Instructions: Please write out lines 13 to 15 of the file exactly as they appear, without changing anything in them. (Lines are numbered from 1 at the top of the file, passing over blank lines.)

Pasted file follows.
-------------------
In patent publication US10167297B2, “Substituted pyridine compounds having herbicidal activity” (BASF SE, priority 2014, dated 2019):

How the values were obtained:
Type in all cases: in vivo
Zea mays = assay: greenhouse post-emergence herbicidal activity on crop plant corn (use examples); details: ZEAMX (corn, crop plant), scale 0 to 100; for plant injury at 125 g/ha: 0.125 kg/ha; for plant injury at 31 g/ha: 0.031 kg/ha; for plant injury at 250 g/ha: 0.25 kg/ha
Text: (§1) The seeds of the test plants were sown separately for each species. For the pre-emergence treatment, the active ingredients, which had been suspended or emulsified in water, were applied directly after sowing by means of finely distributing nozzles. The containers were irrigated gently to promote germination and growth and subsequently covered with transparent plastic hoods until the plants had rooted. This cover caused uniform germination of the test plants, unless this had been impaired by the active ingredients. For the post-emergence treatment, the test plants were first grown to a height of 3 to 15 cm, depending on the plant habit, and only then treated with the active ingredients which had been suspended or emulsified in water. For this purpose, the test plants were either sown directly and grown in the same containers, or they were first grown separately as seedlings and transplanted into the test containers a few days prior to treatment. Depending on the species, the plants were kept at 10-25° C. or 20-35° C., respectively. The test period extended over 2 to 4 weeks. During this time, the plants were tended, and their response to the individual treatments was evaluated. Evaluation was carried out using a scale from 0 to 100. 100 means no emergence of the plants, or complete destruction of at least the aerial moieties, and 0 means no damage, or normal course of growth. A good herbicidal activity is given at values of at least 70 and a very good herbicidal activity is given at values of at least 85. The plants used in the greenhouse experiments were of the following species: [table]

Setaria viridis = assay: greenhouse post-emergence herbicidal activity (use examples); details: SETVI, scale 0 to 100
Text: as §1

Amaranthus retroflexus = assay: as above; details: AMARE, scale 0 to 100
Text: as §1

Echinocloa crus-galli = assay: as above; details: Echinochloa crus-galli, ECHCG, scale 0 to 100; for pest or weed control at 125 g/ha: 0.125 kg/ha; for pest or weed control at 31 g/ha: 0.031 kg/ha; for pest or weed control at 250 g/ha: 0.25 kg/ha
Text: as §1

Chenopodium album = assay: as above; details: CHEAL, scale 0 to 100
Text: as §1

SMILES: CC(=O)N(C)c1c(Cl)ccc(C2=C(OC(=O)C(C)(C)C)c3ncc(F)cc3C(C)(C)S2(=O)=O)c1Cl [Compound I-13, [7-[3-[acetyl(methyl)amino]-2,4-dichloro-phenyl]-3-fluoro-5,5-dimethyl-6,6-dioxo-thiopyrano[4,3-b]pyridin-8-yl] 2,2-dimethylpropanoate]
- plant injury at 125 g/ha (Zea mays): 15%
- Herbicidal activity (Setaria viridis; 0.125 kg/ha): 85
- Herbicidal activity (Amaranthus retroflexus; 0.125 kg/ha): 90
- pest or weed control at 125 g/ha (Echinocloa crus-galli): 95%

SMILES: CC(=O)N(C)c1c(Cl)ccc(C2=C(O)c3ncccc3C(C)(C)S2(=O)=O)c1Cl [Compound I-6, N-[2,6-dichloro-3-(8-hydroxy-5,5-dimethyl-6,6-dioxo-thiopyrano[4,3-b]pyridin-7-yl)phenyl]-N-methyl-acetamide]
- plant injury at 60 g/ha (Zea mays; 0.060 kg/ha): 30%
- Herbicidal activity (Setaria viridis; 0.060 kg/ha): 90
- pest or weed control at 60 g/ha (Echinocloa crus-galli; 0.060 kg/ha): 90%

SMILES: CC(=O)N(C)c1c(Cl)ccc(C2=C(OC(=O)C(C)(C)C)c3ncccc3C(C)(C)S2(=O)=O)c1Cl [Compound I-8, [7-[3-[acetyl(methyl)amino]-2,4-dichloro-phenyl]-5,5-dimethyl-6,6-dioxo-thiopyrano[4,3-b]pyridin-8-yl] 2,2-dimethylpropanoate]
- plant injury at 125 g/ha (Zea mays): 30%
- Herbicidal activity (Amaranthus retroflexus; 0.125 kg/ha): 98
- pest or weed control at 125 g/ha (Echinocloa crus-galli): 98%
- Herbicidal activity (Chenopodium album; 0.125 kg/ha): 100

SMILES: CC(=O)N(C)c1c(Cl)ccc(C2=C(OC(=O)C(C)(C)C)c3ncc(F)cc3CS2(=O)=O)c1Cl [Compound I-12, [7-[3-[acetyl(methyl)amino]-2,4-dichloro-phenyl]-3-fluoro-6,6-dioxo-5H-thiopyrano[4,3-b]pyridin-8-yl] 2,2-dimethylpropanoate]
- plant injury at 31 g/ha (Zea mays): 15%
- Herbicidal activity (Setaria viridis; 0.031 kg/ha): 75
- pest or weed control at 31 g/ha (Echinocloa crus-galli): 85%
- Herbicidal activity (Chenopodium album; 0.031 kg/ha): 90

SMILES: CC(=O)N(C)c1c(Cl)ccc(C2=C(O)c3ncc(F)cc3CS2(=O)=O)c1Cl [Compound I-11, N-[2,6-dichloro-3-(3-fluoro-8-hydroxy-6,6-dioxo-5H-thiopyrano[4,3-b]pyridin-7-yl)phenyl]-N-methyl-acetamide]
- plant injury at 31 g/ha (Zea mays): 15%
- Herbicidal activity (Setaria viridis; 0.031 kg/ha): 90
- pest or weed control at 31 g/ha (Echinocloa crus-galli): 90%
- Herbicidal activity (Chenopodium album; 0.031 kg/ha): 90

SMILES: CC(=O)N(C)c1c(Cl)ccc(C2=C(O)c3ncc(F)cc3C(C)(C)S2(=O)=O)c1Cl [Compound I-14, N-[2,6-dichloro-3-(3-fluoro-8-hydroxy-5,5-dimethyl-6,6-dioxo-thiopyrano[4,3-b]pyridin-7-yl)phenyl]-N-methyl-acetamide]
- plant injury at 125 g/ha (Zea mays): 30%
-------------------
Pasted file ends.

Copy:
Text: as §1

SMILES: CC(=O)N(C)c1c(Cl)ccc(C2=C(OC(=O)C(C)(C)C)c3ncc(F)cc3C(C)(C)S2(=O)=O)c1Cl [Compound I-13, [7-[3-[acetyl(methyl)amino]-2,4-dichloro-phenyl]-3-fluoro-5,5-dimethyl-6,6-dioxo-thiopyrano[4,3-b]pyridin-8-yl] 2,2-dimethylpropanoate]
- plant injury at 125 g/ha (Zea mays): 15%